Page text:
The cut. The thing which slices the field in half halfway through the tournament. Half the players get to stick around and play for a pay cheque. The other half don’t. It can either be very dramatic or not very dramatic at all.
Though Los Angeles Country Club did firm up and played almost a stroke-and-a-half more difficult later in the day, low scores in soft conditions on Thursday meant the cut fell to just two-over. It broke the US Open record for low aggregate (142), one fewer than the previous record set in 2003 at Olympia Fields and matched last year at The Country Club.
There were some surprising players packing their bags. Let’s run through them.
Phil Mickelson +3 (missed by one)
Though we seem to say this every year, the 53-year-old Mickelson missed the cut in what may be his last, best chance to win a US Open and complete his career Grand Slam. Worse, lefty missed the cut on his birthday. Worse yet, he burned the edge on his final hole, letting out a wince of a man who seemed to know what it meant.
Jordan Spieth +3 (missed by one)
Of the three former US Open champions who missed the cut, Spieth came the closest. He finished one shot shy in bitter fashion: He played his last six holes in three over, which featured no birdies and two bogeys in his final three holes.
Justin Rose +4 (missed by two)
Rose was the next-closest former champion to miss the cut, though he surged in the difficult afternoon conditions. Two under on his front nine, he birdied 13 and 14, which, for a time, put him inside the cutline. That was until bogeys at 16 and 17 sent him packing. It was a 68 in the end — a good round, but not enough to recover from his six-over 76 the day before.
Max Homa +4 (missed by two)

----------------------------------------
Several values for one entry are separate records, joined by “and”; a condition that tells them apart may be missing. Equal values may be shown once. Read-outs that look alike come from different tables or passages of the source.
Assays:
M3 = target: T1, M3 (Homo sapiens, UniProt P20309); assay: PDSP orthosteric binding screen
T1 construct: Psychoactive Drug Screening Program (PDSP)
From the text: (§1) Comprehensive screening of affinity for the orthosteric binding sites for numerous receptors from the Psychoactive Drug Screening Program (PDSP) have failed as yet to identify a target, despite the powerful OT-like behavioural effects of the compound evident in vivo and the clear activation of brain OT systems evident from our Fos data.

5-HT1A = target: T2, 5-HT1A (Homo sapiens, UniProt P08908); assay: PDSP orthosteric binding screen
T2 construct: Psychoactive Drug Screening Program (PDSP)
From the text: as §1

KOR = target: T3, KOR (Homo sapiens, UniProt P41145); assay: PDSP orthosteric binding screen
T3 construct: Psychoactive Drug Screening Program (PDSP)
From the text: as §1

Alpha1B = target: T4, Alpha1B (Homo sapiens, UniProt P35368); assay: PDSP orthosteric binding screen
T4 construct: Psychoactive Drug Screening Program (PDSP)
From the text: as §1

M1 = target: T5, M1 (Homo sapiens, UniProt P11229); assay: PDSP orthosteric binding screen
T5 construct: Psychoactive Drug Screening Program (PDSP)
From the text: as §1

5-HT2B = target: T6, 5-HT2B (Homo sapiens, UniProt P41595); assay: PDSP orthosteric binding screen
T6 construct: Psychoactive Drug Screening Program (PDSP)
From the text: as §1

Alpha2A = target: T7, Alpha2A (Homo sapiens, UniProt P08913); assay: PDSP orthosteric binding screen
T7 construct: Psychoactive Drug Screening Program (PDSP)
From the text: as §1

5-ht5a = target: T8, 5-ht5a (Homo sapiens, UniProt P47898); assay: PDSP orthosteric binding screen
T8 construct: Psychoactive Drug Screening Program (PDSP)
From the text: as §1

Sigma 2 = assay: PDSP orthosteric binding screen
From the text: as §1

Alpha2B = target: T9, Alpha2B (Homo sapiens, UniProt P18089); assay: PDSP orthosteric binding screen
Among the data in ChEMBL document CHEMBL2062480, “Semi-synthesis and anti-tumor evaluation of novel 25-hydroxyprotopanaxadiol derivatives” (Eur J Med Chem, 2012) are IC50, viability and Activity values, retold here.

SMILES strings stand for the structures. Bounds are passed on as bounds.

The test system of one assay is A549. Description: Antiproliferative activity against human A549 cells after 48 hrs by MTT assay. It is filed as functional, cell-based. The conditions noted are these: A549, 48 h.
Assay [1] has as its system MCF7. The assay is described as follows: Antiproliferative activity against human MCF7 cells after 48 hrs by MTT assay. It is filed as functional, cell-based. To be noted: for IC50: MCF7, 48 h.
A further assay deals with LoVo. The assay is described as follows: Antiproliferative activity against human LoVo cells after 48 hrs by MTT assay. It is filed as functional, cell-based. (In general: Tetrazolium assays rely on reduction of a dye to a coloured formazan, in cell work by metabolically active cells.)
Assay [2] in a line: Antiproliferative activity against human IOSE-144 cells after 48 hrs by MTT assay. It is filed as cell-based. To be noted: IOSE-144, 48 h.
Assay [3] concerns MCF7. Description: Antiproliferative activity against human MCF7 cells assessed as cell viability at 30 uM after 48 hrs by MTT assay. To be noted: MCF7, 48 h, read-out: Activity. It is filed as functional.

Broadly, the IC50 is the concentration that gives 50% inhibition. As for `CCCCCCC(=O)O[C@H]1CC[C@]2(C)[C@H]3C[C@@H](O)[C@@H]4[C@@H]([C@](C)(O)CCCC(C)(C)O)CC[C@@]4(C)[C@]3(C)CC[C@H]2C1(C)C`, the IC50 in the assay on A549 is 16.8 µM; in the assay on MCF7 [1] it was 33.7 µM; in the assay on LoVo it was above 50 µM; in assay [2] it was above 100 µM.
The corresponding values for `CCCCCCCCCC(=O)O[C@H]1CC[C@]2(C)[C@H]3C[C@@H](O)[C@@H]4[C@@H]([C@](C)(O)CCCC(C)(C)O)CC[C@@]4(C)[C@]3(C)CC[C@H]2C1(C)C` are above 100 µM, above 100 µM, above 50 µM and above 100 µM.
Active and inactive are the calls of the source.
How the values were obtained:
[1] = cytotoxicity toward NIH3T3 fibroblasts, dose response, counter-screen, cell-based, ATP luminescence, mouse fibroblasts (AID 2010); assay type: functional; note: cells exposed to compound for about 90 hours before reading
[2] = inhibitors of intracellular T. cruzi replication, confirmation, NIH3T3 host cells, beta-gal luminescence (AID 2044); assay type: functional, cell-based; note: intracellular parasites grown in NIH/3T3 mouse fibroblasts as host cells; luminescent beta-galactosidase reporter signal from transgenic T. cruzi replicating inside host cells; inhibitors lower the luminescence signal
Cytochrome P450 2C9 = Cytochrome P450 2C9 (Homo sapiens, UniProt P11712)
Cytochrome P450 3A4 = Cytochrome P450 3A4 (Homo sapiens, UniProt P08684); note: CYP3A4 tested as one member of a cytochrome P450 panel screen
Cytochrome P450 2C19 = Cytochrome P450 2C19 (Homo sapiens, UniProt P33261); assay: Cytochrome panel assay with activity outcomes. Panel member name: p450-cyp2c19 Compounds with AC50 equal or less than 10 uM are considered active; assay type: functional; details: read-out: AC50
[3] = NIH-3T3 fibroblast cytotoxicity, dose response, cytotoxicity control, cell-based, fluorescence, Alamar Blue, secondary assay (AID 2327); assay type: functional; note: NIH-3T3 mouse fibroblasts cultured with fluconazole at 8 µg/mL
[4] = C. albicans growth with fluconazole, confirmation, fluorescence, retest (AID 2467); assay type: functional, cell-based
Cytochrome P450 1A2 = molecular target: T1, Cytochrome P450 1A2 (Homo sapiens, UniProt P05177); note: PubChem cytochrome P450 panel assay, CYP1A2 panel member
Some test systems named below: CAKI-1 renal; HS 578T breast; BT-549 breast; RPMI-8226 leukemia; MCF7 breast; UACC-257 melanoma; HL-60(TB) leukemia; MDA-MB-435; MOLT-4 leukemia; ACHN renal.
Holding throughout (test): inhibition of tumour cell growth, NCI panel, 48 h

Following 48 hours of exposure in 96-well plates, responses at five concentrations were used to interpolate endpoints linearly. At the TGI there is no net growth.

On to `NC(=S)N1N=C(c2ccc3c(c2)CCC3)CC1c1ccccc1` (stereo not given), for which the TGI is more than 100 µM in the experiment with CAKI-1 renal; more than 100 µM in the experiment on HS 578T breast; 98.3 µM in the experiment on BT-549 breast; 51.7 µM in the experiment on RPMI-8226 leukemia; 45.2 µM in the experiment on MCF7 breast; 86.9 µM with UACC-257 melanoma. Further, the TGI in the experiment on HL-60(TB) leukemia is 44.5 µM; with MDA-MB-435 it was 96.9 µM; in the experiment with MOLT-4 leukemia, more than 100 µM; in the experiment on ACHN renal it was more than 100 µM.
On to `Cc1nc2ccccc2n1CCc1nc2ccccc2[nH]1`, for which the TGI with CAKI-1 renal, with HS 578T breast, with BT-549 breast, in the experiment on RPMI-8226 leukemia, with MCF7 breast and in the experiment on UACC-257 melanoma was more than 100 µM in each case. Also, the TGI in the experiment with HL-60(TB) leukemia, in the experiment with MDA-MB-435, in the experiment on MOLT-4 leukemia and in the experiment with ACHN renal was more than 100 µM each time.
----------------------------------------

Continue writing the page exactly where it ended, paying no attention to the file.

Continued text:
Perhaps the most surprising player to miss the cut. A Los Angeles-area native, Homa holds the competitive course record at LACC (61), was a favorite coming in and boasts four of his six wins in the state of California. His six-over 76 on Friday featured three doubles and two bogeys. Three late birdies weren’t enough to overcome it. He wanted this one. Maybe a little too much.
Adam Scott +5 (missed by three)
The 2013 Masters hasn’t clocked a top-10 in a major since the 2019 US Open. He was a trendy pick coming in, but ranking 79th, 88th and and 80th in Strokes Gained/Driving, Approach and Putting left him on the outside looking in.
Sungjae Im +6 (missed by four)
Im’s disappointing run of US Open results continued at LACC, which spans three missed cuts and zero top-20s in five career starts. Im didn’t make more than a bogey throughout the tournament, he just made too many of them. Nine, to be exact.
Martin Kaymer +6 (missed by four)
Kaymer isn’t in the richest vein of form, and he’s been battling injuries over the past year. But he’s a former US Open champion, and it would feel wrong not to include him here. Back-to-back-to-back birdies on holes 13, 14 and 15 weren’t enough to negate the double and four bogeys he made on Friday.
Justin Thomas +14 (missed by 12)
The strangest and most perplexing performance of a player to miss a cut, Thomas called his performance “embarrassing”. He simply didn’t have it this week. His 11-over second round consisted of three doubles, seven bogeys and just two birdies. But if nothing else, the two-time major champion deserves credit for staying to talk with the media afterwards.
“This is the lowest I’ve felt,” he admitted. “But I’ll figure it out.”